David was sentenced, on the 31st of October to 14 days’ Field Punishment #1, a harsh form of extra duty in which the soldier could be held in restraints or tied to a fixed object for hours at a time. His crime was drunkenness. In that, David was not at all different than many soldiers, young men away from home introduced to vice, except that he got caught. At this remove of one hundred years, it is suppositional to put a motive to David’s crime, but I don’t think it is too far a stretch to say that William’s death may have had something to do with it.
Before he could serve his sentence in full, David went back into the line with his battalion. While under fire on the 3rd of November, David was “Burried(sic) by a shell and hit on (the) head by (a) sandbag.” He remained unconscious for three weeks, with paralysis on the left side of his body. He was sent to convalesce in England, his continuing symptoms being “’epileptiford seizures’, as many as four or five a day….very nervous at times, is easily excited. Sleeps poorly, wakes up with sudden starts and troublesome dreams.” After some months of hospitalisation, David was invalided back to Canada for “further medical treatment.” In early 1918 his condition was re-assessed and David was found to be “physically unfit” for further military service.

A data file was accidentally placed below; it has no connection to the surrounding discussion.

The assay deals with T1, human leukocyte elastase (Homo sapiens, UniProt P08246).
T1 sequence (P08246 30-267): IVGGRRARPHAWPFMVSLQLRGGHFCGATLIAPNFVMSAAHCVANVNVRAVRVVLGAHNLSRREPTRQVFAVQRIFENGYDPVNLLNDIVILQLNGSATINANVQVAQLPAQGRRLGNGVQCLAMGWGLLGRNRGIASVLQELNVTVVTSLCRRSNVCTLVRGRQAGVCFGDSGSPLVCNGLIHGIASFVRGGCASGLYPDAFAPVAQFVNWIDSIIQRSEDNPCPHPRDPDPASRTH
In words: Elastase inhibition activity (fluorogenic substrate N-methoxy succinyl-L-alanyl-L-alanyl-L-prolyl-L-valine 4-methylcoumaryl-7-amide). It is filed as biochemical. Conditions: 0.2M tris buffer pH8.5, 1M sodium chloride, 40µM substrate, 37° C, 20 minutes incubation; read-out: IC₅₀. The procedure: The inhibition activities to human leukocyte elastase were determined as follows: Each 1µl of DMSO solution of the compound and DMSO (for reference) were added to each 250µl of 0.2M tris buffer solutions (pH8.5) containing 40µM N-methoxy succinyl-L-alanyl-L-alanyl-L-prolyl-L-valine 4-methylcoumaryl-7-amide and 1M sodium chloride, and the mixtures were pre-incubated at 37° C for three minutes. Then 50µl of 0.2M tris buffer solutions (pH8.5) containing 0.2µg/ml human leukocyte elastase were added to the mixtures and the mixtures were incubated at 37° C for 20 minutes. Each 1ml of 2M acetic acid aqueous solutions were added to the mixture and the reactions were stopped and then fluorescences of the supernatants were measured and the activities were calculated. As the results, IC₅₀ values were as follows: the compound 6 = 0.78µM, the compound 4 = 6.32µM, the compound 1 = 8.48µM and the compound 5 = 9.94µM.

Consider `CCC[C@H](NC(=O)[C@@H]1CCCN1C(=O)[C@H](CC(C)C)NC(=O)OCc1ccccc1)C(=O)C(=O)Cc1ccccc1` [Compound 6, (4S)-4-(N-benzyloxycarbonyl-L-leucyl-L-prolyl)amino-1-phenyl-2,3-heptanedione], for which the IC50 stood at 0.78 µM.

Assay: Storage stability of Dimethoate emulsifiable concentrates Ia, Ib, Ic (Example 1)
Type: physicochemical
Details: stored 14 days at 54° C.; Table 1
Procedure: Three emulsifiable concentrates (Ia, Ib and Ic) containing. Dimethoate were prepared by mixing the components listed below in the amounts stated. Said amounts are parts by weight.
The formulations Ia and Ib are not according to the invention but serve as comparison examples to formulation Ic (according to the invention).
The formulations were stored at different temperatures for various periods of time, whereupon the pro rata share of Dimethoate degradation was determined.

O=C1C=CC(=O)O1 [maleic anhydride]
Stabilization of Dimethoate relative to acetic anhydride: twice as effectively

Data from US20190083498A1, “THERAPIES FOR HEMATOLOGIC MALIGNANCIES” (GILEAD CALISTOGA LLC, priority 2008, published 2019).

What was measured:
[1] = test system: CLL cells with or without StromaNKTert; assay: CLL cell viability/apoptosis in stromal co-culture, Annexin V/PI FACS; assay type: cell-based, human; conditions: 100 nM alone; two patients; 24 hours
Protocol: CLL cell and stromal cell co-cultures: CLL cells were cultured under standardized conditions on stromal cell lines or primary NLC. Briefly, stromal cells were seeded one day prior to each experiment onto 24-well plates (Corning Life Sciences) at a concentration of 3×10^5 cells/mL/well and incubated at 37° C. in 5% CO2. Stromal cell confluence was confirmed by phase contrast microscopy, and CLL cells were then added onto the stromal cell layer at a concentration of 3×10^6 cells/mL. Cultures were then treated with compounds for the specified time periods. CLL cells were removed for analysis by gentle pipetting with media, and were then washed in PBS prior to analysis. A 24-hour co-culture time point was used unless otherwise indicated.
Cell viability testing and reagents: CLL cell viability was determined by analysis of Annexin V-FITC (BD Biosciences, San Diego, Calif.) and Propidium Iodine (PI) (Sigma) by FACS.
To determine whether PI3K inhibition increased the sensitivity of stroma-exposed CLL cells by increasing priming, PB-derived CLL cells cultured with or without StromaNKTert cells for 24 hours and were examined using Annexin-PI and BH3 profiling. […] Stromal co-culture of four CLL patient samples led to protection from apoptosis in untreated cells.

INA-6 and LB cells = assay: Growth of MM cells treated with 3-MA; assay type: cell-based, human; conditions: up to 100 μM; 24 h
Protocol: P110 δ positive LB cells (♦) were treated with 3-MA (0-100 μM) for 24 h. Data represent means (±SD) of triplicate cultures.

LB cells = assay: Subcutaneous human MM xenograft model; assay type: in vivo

On the 18th of February, 1918, at Exhibition Camp in Toronto, David was discharged from the army. His character and conduct marked as “good” despite his transgressions. It is at this point that David fades into history like so many others who came home from war and went on into private life. I fell it is fitting that we’re paying tribute to an ordinary man. Posterity may better remember the giants; but history is truly made by ordinary people.
(For more detail on Canada’s First Nations in WWI, please see my post “Warrior Spirit”)